Yesterday, I sat in a café with a soon to be five year old this week and her mother told me how that very morning they were talking about how some girls can’t go to school and are forced to marry. As the rain came tumbling down on our dry parched earth, it seemed even the sky was underwriting these incredible facts to a young child sitting in the café in Australia. Each drop, a tear of those girls and women around the world unable to reach their full potential. And for us in places where these barriers do not exist, we have a responsibility to speak up for them, work for justice in ways we can to support them and bring equity for all women and girls around the world – hold up our half of the sky.
For every Malala there is another girl who does have these rights – not privileges – rights – to an education and with the key from that door the world will become a different place – not just for a single child – but for all children. The UN’s Sustainable Development Goal Number 4 states that by 2030 gender disparities in education will have disappeared. This seems like a long time to wait for the 5, 6, 7 year olds of 2016!
In Australia we still have our own gender inequities as the Human Rights Commission has shared on a number of occasions, but in the scheme of things it is the young women like Malala from whom we need to take our cue.
We need to speak up for education of girls and women in places where this basic human right is denied and do them the honour of investing in programs through our governments, charitable works and our own purchasing power, and make our contribution. We are part of the picture as well, each time we buy a piece of clothing that has been manufactured with child labour we are contributing to the problem – a cheap t-shirt for our children may be an early death sentence for someone else’s child on the other side of the planet. When we build a discourse to a level for a five year old to be curious about her life and how it is different to other girls her age, we are gifting a generation with the potentiality of solutions.
The conversations we have with our children and grandchildren about other children just like them who don’t have the same rights will help them build the just world for their generation to live in around the globe. And yes we have our own challenges in Australia and do not invest anywhere near enough in early childhood development and the gap for children in Aboriginal communities are too wide.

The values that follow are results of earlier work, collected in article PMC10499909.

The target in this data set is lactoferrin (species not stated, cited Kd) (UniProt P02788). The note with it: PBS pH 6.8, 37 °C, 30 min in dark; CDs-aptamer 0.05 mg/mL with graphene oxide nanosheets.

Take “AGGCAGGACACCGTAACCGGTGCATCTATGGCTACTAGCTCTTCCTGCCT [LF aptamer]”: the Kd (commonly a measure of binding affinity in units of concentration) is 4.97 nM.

The same principles apply at home as they do internationally, invest in education, support girls to get access to the full range of opportunities, make sure the home they are growing up in is safe and free from violence, they have health checks and are developmentally ready to learn when they start school. Tragically in our prosperous nation, this is not true for one in five children.
Malala inspires us in a way no Barbie doll can, she calls us to the biggest of aspirations, not the minimum standards. In her Nobel Prize acceptance speech she dressed in red and invoked her cultural heritage, a modern day Little Red Riding Hood, brave in the face of patriarchy dressed up as wolves. Ravaged by those wolves she rose to claim the space for her generation and called on us to be more.
The world can no longer accept that basic education is enough. Why do leaders accept that for children in developing countries, only basic literacy is sufficient, when their own children do homework in Algebra, Mathematics, Science and Physics?
Malala’s gift to us is her challenge to have us all holding up the sky where a generation of educated children will help bring a new wave of equity for the planet and frankly, we can’t do without it, and I don’t think we should be waiting til 2030 do you?